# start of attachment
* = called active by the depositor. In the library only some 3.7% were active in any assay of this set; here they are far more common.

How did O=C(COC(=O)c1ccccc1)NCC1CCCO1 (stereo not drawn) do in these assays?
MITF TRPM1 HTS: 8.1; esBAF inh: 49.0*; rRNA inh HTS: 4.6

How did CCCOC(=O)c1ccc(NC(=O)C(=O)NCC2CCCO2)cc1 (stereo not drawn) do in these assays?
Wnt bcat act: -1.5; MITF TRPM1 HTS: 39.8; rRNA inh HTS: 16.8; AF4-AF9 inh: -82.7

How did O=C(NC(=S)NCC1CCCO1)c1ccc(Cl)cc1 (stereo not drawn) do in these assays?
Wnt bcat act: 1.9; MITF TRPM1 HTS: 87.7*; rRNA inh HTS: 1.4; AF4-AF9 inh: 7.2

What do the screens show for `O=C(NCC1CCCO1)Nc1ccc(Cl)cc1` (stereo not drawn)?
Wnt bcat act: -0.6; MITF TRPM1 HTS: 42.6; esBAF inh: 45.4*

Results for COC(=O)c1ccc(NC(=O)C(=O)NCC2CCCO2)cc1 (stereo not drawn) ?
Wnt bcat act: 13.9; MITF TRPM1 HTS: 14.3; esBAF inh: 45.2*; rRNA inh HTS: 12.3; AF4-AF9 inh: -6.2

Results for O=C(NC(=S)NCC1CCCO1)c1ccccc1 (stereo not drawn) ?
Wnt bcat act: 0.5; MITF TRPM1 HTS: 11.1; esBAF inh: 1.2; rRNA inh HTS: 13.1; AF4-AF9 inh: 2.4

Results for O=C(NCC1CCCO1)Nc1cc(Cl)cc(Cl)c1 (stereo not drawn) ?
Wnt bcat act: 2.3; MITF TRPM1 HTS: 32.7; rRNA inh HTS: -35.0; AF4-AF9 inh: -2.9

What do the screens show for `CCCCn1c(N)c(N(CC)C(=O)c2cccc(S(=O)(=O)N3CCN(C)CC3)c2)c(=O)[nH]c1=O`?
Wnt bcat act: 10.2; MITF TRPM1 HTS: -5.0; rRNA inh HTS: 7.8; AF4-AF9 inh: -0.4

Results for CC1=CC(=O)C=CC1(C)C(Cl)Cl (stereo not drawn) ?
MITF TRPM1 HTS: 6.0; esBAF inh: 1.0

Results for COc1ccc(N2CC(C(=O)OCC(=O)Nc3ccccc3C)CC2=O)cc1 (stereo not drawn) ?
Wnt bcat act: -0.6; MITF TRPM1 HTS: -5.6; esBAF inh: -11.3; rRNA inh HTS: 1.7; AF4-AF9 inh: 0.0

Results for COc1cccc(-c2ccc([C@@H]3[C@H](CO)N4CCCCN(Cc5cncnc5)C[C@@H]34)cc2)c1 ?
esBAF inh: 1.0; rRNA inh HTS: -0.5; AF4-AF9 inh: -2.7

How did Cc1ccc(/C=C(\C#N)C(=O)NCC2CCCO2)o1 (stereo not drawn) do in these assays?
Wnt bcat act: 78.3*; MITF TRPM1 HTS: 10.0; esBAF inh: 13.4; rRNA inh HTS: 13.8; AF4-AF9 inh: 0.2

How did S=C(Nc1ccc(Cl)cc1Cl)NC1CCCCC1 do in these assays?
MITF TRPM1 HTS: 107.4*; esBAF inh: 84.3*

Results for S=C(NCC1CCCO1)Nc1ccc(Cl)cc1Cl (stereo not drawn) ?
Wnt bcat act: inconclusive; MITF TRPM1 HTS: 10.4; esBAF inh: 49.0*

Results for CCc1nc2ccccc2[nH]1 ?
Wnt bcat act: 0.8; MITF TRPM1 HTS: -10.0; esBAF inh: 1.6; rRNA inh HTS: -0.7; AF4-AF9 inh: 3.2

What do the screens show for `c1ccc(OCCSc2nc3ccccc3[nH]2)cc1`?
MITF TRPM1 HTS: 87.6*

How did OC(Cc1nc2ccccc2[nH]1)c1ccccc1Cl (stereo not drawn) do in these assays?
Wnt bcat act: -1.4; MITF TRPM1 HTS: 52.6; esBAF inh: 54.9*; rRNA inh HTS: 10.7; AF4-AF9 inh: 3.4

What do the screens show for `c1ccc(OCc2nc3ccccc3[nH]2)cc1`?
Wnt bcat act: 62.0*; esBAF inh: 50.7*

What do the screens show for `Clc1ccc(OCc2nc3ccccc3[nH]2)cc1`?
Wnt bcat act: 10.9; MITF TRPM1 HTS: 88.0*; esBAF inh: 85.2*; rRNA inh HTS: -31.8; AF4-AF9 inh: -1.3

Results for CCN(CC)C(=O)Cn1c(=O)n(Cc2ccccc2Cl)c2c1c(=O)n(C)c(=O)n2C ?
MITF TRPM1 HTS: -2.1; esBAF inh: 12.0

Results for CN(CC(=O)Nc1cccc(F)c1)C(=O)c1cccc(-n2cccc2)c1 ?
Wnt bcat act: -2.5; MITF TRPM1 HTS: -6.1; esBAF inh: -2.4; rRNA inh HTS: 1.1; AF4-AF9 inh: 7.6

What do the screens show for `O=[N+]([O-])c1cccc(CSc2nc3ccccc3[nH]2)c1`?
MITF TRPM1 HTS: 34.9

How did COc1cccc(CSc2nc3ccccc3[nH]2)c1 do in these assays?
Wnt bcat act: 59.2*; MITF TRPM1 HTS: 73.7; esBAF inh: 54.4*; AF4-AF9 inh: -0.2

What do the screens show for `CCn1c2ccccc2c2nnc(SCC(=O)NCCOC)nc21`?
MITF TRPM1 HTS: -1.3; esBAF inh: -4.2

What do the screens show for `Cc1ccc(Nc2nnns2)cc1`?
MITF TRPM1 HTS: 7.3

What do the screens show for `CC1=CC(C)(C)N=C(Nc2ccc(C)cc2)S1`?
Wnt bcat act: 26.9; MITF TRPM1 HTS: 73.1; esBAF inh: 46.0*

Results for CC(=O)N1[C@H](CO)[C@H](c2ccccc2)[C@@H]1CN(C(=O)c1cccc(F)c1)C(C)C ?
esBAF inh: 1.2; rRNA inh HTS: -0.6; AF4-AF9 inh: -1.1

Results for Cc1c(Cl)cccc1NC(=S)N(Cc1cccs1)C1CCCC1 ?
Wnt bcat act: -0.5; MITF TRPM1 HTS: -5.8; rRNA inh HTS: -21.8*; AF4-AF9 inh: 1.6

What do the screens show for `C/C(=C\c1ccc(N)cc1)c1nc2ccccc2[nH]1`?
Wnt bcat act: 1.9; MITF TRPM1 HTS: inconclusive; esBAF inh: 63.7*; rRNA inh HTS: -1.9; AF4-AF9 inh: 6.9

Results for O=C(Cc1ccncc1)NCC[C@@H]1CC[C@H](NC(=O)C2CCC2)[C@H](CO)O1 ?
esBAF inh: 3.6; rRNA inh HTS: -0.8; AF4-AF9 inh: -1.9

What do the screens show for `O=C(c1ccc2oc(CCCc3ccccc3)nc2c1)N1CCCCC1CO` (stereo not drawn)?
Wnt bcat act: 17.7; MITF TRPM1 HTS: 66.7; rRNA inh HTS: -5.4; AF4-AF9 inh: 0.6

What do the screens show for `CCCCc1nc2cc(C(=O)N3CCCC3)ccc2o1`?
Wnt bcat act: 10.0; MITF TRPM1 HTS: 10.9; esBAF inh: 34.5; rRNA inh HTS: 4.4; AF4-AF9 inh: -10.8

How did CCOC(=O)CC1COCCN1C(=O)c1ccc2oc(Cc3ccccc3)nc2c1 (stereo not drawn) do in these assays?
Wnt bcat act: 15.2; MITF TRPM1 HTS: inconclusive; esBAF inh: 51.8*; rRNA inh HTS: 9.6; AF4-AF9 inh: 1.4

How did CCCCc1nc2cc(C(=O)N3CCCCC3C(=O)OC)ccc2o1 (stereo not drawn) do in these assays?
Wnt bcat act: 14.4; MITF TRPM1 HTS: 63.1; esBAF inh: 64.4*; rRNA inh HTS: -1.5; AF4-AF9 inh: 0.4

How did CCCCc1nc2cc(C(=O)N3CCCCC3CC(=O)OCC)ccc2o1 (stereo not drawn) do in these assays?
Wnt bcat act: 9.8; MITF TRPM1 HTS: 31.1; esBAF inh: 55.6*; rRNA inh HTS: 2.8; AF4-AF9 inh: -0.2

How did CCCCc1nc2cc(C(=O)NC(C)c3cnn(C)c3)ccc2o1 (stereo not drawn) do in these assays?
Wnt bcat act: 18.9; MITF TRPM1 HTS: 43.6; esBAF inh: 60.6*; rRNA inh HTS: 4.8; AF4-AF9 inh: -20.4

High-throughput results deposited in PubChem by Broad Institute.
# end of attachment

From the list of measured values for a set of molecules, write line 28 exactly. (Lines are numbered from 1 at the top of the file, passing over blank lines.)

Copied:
Results for S=C(NCC1CCCO1)Nc1ccc(Cl)cc1Cl (stereo not drawn) ?